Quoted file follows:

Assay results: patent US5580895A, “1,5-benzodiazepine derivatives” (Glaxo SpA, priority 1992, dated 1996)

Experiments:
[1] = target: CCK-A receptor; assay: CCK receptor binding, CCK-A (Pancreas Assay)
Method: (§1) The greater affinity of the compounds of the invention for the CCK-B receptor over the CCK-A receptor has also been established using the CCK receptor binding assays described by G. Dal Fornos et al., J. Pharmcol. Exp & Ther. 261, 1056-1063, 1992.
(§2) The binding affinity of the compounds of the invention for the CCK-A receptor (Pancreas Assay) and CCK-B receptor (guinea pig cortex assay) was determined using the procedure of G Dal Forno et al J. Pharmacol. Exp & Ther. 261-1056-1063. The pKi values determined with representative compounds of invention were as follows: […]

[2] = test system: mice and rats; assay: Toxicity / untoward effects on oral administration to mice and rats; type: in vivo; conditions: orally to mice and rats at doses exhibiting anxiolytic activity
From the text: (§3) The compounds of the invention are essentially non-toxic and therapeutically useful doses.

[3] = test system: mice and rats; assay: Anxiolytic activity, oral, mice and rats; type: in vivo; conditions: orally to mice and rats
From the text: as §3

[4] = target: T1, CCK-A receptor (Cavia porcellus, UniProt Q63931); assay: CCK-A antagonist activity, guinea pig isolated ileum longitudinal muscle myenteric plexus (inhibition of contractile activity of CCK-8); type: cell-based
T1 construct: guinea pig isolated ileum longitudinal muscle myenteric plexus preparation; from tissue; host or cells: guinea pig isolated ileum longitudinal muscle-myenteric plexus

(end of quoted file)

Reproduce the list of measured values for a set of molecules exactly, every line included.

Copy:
Assay results: patent US5580895A, “1,5-benzodiazepine derivatives” (Glaxo SpA, priority 1992, dated 1996)

Experiments:
[1] = target: CCK-A receptor; assay: CCK receptor binding, CCK-A (Pancreas Assay)
Method: (§1) The greater affinity of the compounds of the invention for the CCK-B receptor over the CCK-A receptor has also been established using the CCK receptor binding assays described by G. Dal Fornos et al., J. Pharmcol. Exp & Ther. 261, 1056-1063, 1992.
(§2) The binding affinity of the compounds of the invention for the CCK-A receptor (Pancreas Assay) and CCK-B receptor (guinea pig cortex assay) was determined using the procedure of G Dal Forno et al J. Pharmacol. Exp & Ther. 261-1056-1063. The pKi values determined with representative compounds of invention were as follows: […]

[2] = test system: mice and rats; assay: Toxicity / untoward effects on oral administration to mice and rats; type: in vivo; conditions: orally to mice and rats at doses exhibiting anxiolytic activity
From the text: (§3) The compounds of the invention are essentially non-toxic and therapeutically useful doses.

[3] = test system: mice and rats; assay: Anxiolytic activity, oral, mice and rats; type: in vivo; conditions: orally to mice and rats
From the text: as §3

[4] = target: T1, CCK-A receptor (Cavia porcellus, UniProt Q63931); assay: CCK-A antagonist activity, guinea pig isolated ileum longitudinal muscle myenteric plexus (inhibition of contractile activity of CCK-8); type: cell-based
T1 construct: guinea pig isolated ileum longitudinal muscle myenteric plexus preparation; from tissue; host or cells: guinea pig isolated ileum longitudinal muscle-myenteric plexus